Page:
I leapt from my perch and sprinted for the garage.  I threw open a cabinet and searched the contents.  NOTHING!  I flung open another and scattered the contents across the counter.  Still NOTHING! I opened a third and there I found it...a little red bottle with a white cap...the size of a bottle of nail polish... Loctite® 242 Removable Thread locker. The label was smudged from countless applications but I wiped it in desperation...fearful of what I might find hidden amongst the lines of inane directions and contents.  And then...there it was...half-way down the back label...in all capital letters...mocking me...taunting me for my ignorance...

 

 

MAY ATTACK SOME THERMOPLASTICS

 

Loctite242 highlighted.jpg

 

 

Crestfallen...head down...feet dragging...I made my way out of the garage and found my wife surveying the damage.  I handed her the bottle.  She looked at it but didn’t make the connection.  I told her to read the label.  She obliged me but still failed to see the problem.  I showed her the exact line on the label.

 

“What does that mean?” she inquired.

 

“It means that I’m an a$$hole” I replied

 

She took my word for it (a little too easily convinced if you ask me) and went off to tend to the flowers.

 

Later that day, I made yet another list of damaged parts, returned yet again to the dealership, placed yet another excruciating high dollar order for more OEM body parts, and returned home to sulk.  Two weeks later, the parts arrived and I swapped them out...again...in disgust.  The CBR had started as a technological marvel...a gleaming yellow beacon, signifying man’s dominion over speed and precision and the very laws of physics.  Now it was a painful reminder...an ugly, yellow, glaring monument to my lack of attention to detail.  I could never enjoy it again.

 

So, on the first Saturday after reassembly, I rode it to the dealership...paranoid that I would dump it and start the entire nightmare over again...and demanded a motorcycle made completely of metal.  No fairings, no sculpted body work, no aerodynamic fluff...just a bike that won’t erode in my garage for no apparent reason while I’m away...I rode home on a new Valkyrie.

 

And thus ended any possibility of future MotoGP glory for me...


Edited by Hondarider, February 21, 2016 - 07:26 PM.

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#277 Hondarider OFFLINE  

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Posted February 21, 2016 - 02:17 PM

I thought about that last story as I applied a liberal does of Loctite 242 to the bolt for the parking brake.  You'd think that I would have simply eliminated that vile chemical from my toolbox, but instead, I've shifted my focus to machinery made of timeless metal instead of disposable plastic. 

 

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#278 Hondarider OFFLINE  

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Posted February 21, 2016 - 08:14 PM

My paint dried so I could finally start assembling the control levers. 

 

On the left side, I went with a new spring, new cotter pins, and new hardware.  The white gear is not so much a style choice as it was a paint availability choice, but I'm quite pleased with it nonetheless.

 

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#279 Hondarider OFFLINE  

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Posted February 21, 2016 - 08:25 PM

On to the right lever and all the little pieces that go along with it. This one is a significant departure from where it started.

BEFORE...with the floppy lever and worn detent lever

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NOW...with a tuned up lever and contrasting detent mechanism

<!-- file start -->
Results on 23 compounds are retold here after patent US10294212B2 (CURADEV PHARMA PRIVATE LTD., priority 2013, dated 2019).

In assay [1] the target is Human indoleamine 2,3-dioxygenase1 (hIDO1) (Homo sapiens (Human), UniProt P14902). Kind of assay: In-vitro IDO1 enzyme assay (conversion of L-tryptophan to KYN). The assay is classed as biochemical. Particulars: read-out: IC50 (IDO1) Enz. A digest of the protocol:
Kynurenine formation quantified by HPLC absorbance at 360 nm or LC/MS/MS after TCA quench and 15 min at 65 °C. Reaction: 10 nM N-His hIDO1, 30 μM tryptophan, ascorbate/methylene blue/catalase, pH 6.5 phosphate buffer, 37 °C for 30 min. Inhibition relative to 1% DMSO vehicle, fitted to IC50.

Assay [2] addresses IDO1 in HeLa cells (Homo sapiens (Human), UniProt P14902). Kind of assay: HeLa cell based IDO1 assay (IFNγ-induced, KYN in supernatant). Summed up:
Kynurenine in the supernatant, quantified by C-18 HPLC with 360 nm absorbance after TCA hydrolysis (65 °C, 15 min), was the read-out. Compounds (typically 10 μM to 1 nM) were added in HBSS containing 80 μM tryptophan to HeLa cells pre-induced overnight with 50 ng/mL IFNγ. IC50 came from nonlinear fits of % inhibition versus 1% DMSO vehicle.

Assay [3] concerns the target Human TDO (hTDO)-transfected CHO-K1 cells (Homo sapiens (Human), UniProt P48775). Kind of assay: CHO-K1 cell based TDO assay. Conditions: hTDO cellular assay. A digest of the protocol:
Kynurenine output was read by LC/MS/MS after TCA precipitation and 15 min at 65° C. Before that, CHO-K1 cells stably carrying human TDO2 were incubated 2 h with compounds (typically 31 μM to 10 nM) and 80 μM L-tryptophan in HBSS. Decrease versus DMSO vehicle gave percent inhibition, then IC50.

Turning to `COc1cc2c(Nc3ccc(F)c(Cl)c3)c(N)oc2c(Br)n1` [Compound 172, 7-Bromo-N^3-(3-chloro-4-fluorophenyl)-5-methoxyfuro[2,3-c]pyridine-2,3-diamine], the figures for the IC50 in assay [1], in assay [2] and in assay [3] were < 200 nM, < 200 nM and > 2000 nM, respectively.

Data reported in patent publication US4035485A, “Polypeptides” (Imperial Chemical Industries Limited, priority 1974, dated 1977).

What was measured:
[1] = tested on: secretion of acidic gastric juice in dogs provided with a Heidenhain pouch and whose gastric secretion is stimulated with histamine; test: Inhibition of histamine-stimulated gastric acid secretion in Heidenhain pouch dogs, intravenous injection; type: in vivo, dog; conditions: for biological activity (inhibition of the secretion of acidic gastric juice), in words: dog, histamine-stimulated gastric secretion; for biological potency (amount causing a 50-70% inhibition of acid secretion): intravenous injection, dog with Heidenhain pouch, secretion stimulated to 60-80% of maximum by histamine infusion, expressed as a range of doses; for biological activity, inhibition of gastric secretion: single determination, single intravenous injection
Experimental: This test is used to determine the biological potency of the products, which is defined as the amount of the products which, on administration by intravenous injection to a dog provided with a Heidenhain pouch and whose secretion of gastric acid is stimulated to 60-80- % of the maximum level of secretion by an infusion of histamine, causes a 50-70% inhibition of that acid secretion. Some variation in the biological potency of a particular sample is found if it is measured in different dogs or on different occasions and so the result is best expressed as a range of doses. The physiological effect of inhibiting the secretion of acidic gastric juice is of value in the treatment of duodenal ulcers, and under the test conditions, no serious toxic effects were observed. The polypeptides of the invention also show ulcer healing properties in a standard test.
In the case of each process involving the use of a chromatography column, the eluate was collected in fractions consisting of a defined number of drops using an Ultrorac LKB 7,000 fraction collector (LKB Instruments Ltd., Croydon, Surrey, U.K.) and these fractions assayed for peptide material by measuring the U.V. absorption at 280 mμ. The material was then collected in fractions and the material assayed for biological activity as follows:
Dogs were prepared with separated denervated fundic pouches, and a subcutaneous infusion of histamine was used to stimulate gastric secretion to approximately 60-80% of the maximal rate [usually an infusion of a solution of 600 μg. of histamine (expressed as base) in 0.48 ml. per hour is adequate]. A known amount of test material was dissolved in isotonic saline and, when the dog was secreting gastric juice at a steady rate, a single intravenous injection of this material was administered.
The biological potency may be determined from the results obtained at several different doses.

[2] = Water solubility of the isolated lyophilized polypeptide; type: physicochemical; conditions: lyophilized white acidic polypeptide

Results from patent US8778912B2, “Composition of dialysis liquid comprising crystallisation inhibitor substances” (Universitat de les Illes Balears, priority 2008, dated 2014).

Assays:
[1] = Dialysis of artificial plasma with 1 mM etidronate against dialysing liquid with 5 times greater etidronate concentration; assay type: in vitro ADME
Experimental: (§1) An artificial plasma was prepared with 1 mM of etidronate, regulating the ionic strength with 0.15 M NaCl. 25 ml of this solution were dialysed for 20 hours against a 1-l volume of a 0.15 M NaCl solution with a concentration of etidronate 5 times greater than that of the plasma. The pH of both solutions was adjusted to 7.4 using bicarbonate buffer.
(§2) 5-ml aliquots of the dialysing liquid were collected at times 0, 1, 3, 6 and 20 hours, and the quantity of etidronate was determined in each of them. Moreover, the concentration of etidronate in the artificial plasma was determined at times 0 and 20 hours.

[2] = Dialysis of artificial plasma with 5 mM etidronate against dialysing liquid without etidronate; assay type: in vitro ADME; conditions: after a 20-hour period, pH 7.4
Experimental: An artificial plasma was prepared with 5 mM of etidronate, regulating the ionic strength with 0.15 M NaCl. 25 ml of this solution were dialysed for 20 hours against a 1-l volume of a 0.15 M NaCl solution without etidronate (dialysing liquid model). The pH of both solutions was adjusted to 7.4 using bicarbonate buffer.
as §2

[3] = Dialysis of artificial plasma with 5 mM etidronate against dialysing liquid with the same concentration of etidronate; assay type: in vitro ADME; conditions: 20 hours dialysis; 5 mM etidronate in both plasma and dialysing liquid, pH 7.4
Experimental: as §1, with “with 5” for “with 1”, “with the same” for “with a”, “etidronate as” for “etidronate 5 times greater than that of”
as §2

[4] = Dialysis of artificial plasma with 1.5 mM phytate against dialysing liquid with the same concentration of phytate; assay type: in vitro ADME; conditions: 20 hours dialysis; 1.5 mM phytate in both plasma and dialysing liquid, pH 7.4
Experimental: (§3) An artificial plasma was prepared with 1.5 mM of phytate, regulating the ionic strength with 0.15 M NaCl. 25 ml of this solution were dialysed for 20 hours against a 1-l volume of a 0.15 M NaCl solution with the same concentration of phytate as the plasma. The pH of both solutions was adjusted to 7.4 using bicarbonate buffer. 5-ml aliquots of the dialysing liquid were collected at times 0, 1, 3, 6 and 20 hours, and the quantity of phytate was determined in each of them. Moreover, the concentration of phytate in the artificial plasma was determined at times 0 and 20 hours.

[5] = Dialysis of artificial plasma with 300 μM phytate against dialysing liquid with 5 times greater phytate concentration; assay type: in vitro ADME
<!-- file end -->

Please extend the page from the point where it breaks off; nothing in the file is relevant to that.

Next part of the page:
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#280 Hondarider OFFLINE  

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Posted February 21, 2016 - 08:30 PM

I was thrilled to discover another opportunity to use the lathe when I pulled out the crappy shaft that the shifter rides on. A few minutes on the spinny polish machine and I had a shaft to be proud of. (double entendre intended.

BEFORE

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AFTER

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#281 Hondarider OFFLINE  

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Posted February 21, 2016 - 08:38 PM

Well, that wraps up my weekend.  Time to get ready for the week ahead and maybe watch some zombie related drama on AMC.  I'm hoping to tackle the sheet metal and the seat assembly next weekend.  I'm still wrestling with spacers and such.

 

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#282 UncleWillie OFFLINE  

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Posted February 21, 2016 - 08:39 PM

Have you been in my shop?



#283 UncleWillie OFFLINE  

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Posted February 21, 2016 - 08:49 PM

 

 

I carried on like Nancy Kerrigan after her assault by Gillooly’s henchman.  (That’s just the best obscure reference I’ve made all week)

 

I laughed. I made a NK joke just the other day. Young kids looked at me and figured I was senile. 

 

 

 

Some serious weaponry you got there. 



#284 Hondarider OFFLINE  

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Posted February 22, 2016 - 08:43 PM

Ha! It takes a real man to handle that kind of firepower. You can keep your Colt .223 and your Springfield Armory .308. I roll with a Daisy .177...50 rounds in the magazine, 800fps, and a wicked case of tennis elbow from pumping all damn day. I used to use it for the birds who pooped on my boat, but after popping a couple, I felt too guilty. Now I only use it for the stupid drone that's always flying over my house.

Edited by Hondarider, February 23, 2016 - 08:51 PM.


#285 Hondarider OFFLINE  

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Posted February 22, 2016 - 08:52 PM

I really thought my Loctite story was going to generate a bigger reaction. That was quite possibly one of the biggest screw up stories of my life....aside from my Rockford Files story...or my Sea Doo story...or that time I got run over by my own snowmobile...or the time I polished my entire car with a Scotchbrite pad...or my car lift story...or my Bridgeport story...or....

Well, it's in my top 10 anyway